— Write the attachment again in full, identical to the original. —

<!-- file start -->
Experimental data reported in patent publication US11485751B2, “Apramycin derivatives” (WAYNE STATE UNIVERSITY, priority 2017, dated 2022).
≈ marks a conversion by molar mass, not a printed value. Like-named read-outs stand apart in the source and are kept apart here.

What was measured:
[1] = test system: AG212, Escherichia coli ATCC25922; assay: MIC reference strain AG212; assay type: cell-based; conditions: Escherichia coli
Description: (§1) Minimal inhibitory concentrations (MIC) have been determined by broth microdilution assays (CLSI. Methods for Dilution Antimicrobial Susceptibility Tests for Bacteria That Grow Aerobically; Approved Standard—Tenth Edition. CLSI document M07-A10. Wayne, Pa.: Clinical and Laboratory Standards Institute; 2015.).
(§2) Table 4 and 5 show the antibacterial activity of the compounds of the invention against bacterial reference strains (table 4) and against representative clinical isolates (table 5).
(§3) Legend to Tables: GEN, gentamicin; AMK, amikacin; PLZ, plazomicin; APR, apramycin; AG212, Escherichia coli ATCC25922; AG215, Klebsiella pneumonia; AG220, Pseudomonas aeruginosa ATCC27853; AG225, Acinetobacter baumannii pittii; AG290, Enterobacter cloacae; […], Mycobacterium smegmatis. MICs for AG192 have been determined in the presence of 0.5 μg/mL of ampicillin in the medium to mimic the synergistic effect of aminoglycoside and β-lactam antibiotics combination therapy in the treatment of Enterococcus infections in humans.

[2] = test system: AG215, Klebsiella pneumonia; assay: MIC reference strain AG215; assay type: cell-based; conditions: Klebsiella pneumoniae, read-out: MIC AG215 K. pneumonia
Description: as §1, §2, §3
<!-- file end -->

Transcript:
Experimental data reported in patent publication US11485751B2, “Apramycin derivatives” (WAYNE STATE UNIVERSITY, priority 2017, dated 2022).
≈ marks a conversion by molar mass, not a printed value. Like-named read-outs stand apart in the source and are kept apart here.

What was measured:
[1] = test system: AG212, Escherichia coli ATCC25922; assay: MIC reference strain AG212; assay type: cell-based; conditions: Escherichia coli
Description: (§1) Minimal inhibitory concentrations (MIC) have been determined by broth microdilution assays (CLSI. Methods for Dilution Antimicrobial Susceptibility Tests for Bacteria That Grow Aerobically; Approved Standard—Tenth Edition. CLSI document M07-A10. Wayne, Pa.: Clinical and Laboratory Standards Institute; 2015.).
(§2) Table 4 and 5 show the antibacterial activity of the compounds of the invention against bacterial reference strains (table 4) and against representative clinical isolates (table 5).
(§3) Legend to Tables: GEN, gentamicin; AMK, amikacin; PLZ, plazomicin; APR, apramycin; AG212, Escherichia coli ATCC25922; AG215, Klebsiella pneumonia; AG220, Pseudomonas aeruginosa ATCC27853; AG225, Acinetobacter baumannii pittii; AG290, Enterobacter cloacae; […], Mycobacterium smegmatis. MICs for AG192 have been determined in the presence of 0.5 μg/mL of ampicillin in the medium to mimic the synergistic effect of aminoglycoside and β-lactam antibiotics combination therapy in the treatment of Enterococcus infections in humans.

[2] = test system: AG215, Klebsiella pneumonia; assay: MIC reference strain AG215; assay type: cell-based; conditions: Klebsiella pneumoniae, read-out: MIC AG215 K. pneumonia
Description: as §1, §2, §3